Flawed Film Star Face:

(Tie) Robert Redford "All is Lost" & Chiwetel Ejiofor "12 Years a Slave"


One doesn’t need perfect skin to be in the movies.  There are countless SAG members with acne scars, sun spots, injury scars and wrinkles.  They are consistently cast in minor roles, comedic parts and as villains or thugs.  Known as character actors, they lend some visual reality to screen stories.

 

But leading men?  Usually these handsome specimens are hired for their jut jaws, trim physiques and clear skin.  Movie stars like George Clooney and Leonardo DiCaprio exist to be desired and admired.  Audiences may put up with a small chicken pox scar or two, but otherwise like their beefcake blemish-free.


This awards season, two actors are making the awards show rounds.  Each carries his respective feature film, appearing in a majority of the movies’ scenes.  And both display facial skin issues nearly as dramatic as their performances.

Robert Redford is long past his days as a matinee idol, but in his 77th year, he is hanging in there.  Especially in the acclaimed “All Is Lost,” where he hangs on the riggings of a boat adrift at sea.  Looking at Redford’s grizzled visage, it doesn’t take Sherlock Holmes to deduce what was “Lost”:  Sunscreen, my dear Watson.
 
 

As a star during the tan-happy 1970s, Redford had as much ultraviolet (UV) exposure as he did box office success. On the left he is battered by damaging sunlight yet seem unaware of any problem as "The Great Gatsby" (1974). Years later, his characters are still sun exposed. It pains us to think that Redford spent months under the hot sun filming this latest feature, right.  Aquatic activities markedly increase the sun’s power to damage the skin. The light's reflection off the water represents a double whammy. The photons are to be feared, not embraced, and Redford’s skin shows the results of years of exposure. 


Despite the claims of the tanning bed industry, one does not need to suffer blistering sun burns to accrue damage. Redford provides a veritable dermatology atlas of the effects of chronic sun exposure.

 

UV damages collagen causing both fine wrinkles and deeper furrows.
Sunlight causes sun spots, large blotchy freckles that few find fetching.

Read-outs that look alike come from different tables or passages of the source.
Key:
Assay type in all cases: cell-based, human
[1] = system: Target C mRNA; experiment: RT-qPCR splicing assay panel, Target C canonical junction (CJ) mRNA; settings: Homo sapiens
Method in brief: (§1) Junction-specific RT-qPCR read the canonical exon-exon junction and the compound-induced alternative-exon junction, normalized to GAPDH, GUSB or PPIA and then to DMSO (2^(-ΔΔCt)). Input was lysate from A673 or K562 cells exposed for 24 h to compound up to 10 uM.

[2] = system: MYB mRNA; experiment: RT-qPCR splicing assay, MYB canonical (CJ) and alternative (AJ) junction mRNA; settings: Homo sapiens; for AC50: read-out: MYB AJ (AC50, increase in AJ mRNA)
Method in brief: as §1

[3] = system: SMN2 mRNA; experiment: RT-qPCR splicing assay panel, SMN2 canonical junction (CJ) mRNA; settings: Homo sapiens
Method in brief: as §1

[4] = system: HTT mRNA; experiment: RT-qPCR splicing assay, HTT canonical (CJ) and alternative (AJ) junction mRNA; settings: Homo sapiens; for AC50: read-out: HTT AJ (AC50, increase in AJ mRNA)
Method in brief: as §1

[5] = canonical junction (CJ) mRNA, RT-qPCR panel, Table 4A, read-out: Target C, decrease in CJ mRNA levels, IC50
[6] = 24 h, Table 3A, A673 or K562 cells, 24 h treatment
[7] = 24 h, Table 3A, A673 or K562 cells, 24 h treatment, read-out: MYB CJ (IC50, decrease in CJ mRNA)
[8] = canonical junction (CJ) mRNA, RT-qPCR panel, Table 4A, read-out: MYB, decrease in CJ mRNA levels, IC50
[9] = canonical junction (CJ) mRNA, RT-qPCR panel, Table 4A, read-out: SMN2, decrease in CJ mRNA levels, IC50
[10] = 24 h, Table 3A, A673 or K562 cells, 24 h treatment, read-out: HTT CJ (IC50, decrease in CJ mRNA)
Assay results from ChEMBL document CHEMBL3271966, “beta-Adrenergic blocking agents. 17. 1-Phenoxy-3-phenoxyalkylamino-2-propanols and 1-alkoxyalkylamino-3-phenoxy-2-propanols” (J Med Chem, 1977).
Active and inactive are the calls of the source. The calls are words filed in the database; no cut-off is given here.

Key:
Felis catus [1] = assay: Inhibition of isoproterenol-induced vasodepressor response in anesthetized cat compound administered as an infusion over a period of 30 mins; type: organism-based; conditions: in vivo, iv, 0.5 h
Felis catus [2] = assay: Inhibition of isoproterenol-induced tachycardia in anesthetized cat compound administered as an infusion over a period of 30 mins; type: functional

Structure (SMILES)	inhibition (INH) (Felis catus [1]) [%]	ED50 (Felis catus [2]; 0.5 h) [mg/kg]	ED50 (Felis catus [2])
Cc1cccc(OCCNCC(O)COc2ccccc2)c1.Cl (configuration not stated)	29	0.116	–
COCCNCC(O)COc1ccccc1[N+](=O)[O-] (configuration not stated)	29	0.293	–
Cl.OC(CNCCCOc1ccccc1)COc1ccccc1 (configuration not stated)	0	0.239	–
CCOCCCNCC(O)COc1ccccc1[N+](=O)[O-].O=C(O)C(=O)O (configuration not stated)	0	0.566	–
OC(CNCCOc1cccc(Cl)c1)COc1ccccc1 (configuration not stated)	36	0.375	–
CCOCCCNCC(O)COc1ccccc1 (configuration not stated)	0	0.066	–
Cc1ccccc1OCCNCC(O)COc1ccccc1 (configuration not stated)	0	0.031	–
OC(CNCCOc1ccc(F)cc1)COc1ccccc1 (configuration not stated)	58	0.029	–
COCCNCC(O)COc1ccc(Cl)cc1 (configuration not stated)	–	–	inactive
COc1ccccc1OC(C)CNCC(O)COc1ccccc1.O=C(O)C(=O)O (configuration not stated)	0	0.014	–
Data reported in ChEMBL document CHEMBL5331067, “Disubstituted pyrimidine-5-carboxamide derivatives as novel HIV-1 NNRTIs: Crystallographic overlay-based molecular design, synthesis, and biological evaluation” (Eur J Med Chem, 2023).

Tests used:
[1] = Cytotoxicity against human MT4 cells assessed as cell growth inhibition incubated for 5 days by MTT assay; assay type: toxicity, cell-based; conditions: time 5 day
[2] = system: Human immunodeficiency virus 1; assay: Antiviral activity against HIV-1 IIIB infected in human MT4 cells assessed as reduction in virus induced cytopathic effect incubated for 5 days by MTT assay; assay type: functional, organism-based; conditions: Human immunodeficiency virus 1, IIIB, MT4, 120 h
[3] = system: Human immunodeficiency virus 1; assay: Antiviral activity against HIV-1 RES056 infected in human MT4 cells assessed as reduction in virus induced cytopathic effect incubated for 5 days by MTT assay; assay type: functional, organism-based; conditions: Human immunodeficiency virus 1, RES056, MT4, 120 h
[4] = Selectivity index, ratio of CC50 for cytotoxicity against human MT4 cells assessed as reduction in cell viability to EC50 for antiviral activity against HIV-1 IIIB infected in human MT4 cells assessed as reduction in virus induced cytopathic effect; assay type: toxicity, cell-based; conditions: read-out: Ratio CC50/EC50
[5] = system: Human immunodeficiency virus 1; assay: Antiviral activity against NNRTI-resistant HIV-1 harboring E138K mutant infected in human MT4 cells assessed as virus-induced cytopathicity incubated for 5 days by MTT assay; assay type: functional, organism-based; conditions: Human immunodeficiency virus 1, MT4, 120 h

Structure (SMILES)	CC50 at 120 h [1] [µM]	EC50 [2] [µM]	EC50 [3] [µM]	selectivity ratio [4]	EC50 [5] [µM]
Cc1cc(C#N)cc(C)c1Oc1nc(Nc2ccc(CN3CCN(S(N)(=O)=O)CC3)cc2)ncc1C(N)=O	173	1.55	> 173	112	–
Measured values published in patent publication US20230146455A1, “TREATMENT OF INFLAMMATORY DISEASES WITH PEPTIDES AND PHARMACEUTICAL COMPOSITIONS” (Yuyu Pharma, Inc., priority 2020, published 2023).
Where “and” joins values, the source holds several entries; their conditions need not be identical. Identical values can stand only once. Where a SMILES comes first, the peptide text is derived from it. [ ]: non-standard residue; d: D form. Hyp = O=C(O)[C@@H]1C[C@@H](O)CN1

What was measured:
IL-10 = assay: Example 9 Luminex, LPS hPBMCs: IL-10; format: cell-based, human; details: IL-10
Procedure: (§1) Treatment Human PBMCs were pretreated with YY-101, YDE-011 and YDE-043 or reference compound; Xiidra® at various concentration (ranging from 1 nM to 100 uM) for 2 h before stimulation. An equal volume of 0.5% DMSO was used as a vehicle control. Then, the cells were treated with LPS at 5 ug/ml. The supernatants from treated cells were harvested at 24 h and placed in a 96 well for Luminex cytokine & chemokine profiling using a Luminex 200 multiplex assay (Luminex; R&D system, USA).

Superficial blood vessels dilate causing a ruddy appearance.

Redford has not gone on record to report precancerous changes or skin cancer. George Hamilton is another actor from Redford’s era who has promoted tanning as a lifestyle choice. Recently, "Hamil-tan" admitted that he had undergone treatments for precancerous skin lesions related to sun damage.

Fortunately for most fair-skinned movie-goers all is NOT lost.  Using sun protection, at least SPF 15, reapplying every few hours, avoiding the midday rays and shunning tanning beds has been proven limit these changes over time.

 

We are aware of a number of movie actors with traumatic scars, including Harrison Ford, Sandra Bullock and Tina Fey.  Yet British screen star Chiwetel Ejiofor has the most prominent and dramatic injury scarring that may have ever graced a leading man. 
 

The result of a tragic car crash when Ejiofor was only 11, the jagged, raised scars might have made Ejiofor avoid the spotlight.  In movies, this type of scarring would usually adorn an evil character. 

To Ejiofor’s credit, of his 30 or so major film roles, most were depicting heroic or sympathetic characters.  Of note, Ejiofor’s heartbreaking performance of a kidnapped and enslaved free black man in “12 Years A Slave” does not highlight or focus on his scars.



Runner up:  Flawed Film Star Face:

Joaquin Phoenix in “Her”


Though partially hidden by a 1970’s-style ‘stache, Phoenix has a prominent scar on his upper lip.  This has been present since birth, presumably a cleft lip defect that repaired itself in utero.  Much like Phoenix has salvaged his movie career in “Her.”



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